How many times has this happened to you? You see the perfect picture and wish you had a camera. Then, suddenly, you remember your cell phone has a built-in camera. You take it out, snap a shot and find the picture you wanted isn't the picture you got. There's one big reason for this, namely, shutter lag. The phone isn't snapping the picture the second you press the button to capture the subject, which ultimately makes you miss the shot. There's not much you can do about shutter lag, however, there are a few simple things you can do to improve the quality of the pictures you do take.
- Turn on the camera
Locate the camera button and activate the feature. Be sure to be in camera mode and not video mode if your cell phone has the ability to record video. This may seem pretty basic, but you can't do anything unless you turn on the camera first.
- Choose the resolution
Next, you need to choose the camera resolution. This is easily done typically on any cell phone by choosing options and then selecting resolution. It will either appear as a number or listed as quality (highest, lowest). If you have a number option, it's best to pick the highest number.
Resolution helps determine picture quality: the lower the setting, the poorer the picture quality. This is particularly important if you want to print the photo at a later date. Choose a lower resolution setting when you want to keep the picture on your cell phone or want to send it to another cell phone via messaging service (i.e. a multimedia message/mms). If you have a 1.3-megapixel camera (or higher) in your cell phone, you?ll get a decent print of the picture if you set the resolution at the highest setting when snapping the photo.
Note: The higher the resolution, the larger the size of the picture file, thereby using more memory in the cell phone. If you take all your pictures at the highest setting, you?ll have less room to store photos and other files on your cell phone.
- Locate the light source
Once you identify what you want to photograph, you?ll need to scope out your lighting options. Whenever possible, locate the best light source and make sure your back is to it so that the light is illuminating your subject and not shining into the camera phone lens. If you don't do this you?ll end up with something called lens flare, or as we like to call it, a crappy picture.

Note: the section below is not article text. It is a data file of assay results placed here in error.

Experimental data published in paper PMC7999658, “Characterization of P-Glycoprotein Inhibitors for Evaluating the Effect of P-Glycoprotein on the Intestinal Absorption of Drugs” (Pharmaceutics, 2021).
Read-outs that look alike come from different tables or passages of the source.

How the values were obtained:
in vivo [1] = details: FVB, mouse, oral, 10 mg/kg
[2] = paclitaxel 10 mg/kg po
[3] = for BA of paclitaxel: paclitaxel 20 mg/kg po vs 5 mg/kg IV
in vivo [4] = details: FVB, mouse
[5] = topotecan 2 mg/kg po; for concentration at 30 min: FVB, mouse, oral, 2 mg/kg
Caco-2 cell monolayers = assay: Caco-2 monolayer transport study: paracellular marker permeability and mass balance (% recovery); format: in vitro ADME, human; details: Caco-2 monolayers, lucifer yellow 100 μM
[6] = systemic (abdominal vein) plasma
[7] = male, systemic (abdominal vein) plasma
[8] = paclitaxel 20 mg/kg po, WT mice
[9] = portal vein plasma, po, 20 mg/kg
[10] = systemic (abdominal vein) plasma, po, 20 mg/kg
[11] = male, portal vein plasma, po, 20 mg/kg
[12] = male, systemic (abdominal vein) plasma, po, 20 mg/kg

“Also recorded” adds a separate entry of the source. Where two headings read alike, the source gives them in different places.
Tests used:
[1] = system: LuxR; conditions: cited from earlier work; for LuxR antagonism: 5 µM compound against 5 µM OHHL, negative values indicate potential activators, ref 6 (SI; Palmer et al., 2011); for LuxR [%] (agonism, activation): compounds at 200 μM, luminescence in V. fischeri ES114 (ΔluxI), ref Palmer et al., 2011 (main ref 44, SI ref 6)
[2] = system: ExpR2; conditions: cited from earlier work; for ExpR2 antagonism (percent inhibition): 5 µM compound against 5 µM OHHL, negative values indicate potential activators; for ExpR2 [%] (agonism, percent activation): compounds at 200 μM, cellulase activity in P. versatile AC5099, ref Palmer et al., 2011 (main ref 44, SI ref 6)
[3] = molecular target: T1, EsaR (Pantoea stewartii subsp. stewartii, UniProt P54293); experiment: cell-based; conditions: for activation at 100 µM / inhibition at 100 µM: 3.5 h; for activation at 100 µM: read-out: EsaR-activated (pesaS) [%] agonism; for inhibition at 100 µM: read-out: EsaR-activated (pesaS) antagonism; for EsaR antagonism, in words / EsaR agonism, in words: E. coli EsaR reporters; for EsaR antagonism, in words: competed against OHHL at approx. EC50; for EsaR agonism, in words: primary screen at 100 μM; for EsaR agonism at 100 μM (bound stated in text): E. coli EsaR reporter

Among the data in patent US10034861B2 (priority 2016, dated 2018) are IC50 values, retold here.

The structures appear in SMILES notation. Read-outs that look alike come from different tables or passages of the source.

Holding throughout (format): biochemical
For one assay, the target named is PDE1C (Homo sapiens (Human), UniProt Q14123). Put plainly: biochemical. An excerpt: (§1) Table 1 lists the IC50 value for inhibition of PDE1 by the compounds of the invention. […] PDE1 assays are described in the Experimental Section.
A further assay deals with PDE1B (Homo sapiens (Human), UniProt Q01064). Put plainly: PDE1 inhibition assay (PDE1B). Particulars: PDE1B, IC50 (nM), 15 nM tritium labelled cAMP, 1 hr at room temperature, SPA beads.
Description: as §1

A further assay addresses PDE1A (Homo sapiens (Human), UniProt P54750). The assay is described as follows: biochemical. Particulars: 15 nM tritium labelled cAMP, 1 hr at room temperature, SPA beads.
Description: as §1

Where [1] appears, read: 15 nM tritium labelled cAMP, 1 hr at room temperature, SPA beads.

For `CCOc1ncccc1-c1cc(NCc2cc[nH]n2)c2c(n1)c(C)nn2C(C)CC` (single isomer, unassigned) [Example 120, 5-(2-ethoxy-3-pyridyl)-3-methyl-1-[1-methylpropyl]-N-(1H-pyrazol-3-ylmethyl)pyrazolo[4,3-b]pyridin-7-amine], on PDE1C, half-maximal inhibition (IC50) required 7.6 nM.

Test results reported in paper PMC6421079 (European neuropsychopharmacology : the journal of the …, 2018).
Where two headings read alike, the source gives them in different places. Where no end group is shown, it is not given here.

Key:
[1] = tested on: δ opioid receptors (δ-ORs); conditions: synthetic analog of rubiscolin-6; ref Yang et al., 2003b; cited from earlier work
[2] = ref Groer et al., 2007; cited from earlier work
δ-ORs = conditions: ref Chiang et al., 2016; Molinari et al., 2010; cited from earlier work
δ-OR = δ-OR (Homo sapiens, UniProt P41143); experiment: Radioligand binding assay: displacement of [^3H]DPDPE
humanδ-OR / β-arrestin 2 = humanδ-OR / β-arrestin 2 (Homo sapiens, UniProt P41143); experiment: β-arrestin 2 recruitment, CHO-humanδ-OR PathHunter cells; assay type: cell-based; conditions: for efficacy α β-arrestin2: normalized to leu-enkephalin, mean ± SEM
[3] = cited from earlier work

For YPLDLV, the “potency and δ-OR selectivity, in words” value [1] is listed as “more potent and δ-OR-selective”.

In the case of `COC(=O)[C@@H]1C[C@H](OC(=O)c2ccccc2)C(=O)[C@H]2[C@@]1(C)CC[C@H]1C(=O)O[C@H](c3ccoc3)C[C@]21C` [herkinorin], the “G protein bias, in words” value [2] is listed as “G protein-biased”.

- When to use the flash
Generally, the flash that comes with cell phones don't make a huge difference in overall picture quality. The only time you need to use the flash is if there is absolutely no light source at all. The few times you should consider using the flash on your camera phone is outside at night, or in an extremely dimly lit room. Other than that don't bother setting the flash, since it will likely over-expose the subject and renders a useless picture. If your camera phone doesn't have a flash, you can adjust brightness to get more lighting options.
- Outline the shot in the viewfinder
Frame your shot by composing your subject matter within the limits of your cell phone screen. Typically what you see is what you?ll get. If your subject is moving a lot, ask them nicely to ?Please, hold still a second.? You?ll end up with a much better picture.
- Hold the phone still
You?ll need to keep the phone from moving too much in your hand as you try to snap the photo. If there's a stable object nearby set your elbows down on it to give you more stability. If not, try pulling your elbows tight into your body. This forces your body to act as a tripod. The end result will be a picture with less motion blur.
- Final image adjustments
Look at the subject in the screen that you are about to take and determine if you'd like to make further adjustments by accessing the Options in the camera application on the cell phone. Novice photographers should stay away from making too many adjustments since the automatic settings (especially in VGA or 1.3-megapixel camera phones) will work just fine. However, scene settings or zany frames (sometimes included in your camera phone application) are always fun to play with! More advanced photographers should check out options such as zoom, contrast, metering and white balance to further perfect your image control.
Note: If it's a once in a lifetime shot, such as a celebrity sighting, just shoot it and cross your fingers.